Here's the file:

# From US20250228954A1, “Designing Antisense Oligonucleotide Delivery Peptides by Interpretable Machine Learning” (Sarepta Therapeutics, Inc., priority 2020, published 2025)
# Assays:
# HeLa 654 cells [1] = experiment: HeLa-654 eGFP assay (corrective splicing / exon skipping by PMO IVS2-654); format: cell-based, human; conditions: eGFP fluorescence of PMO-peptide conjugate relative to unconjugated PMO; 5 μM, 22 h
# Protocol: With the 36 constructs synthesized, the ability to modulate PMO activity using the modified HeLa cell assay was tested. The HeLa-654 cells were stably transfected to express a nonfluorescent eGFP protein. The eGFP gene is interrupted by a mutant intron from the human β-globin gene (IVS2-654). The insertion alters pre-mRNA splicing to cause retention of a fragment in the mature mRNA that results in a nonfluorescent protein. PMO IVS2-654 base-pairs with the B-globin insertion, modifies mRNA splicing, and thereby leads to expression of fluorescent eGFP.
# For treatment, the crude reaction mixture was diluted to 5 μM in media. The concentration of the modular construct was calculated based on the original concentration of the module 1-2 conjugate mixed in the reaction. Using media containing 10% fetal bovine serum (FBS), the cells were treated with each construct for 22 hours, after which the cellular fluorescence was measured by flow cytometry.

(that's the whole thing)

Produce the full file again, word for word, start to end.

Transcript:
# From US20250228954A1, “Designing Antisense Oligonucleotide Delivery Peptides by Interpretable Machine Learning” (Sarepta Therapeutics, Inc., priority 2020, published 2025)
# Assays:
# HeLa 654 cells [1] = experiment: HeLa-654 eGFP assay (corrective splicing / exon skipping by PMO IVS2-654); format: cell-based, human; conditions: eGFP fluorescence of PMO-peptide conjugate relative to unconjugated PMO; 5 μM, 22 h
# Protocol: With the 36 constructs synthesized, the ability to modulate PMO activity using the modified HeLa cell assay was tested. The HeLa-654 cells were stably transfected to express a nonfluorescent eGFP protein. The eGFP gene is interrupted by a mutant intron from the human β-globin gene (IVS2-654). The insertion alters pre-mRNA splicing to cause retention of a fragment in the mature mRNA that results in a nonfluorescent protein. PMO IVS2-654 base-pairs with the B-globin insertion, modifies mRNA splicing, and thereby leads to expression of fluorescent eGFP.
# For treatment, the crude reaction mixture was diluted to 5 μM in media. The concentration of the modular construct was calculated based on the original concentration of the module 1-2 conjugate mixed in the reaction. Using media containing 10% fetal bovine serum (FBS), the cells were treated with each construct for 22 hours, after which the cellular fluorescence was measured by flow cytometry.